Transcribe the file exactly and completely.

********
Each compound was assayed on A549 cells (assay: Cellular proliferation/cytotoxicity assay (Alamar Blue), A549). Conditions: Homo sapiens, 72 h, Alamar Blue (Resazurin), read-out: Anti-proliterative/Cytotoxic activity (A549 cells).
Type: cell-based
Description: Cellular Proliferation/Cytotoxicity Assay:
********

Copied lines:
Each compound was assayed on A549 cells (assay: Cellular proliferation/cytotoxicity assay (Alamar Blue), A549). Conditions: Homo sapiens, 72 h, Alamar Blue (Resazurin), read-out: Anti-proliterative/Cytotoxic activity (A549 cells).
Type: cell-based
Description: Cellular Proliferation/Cytotoxicity Assay: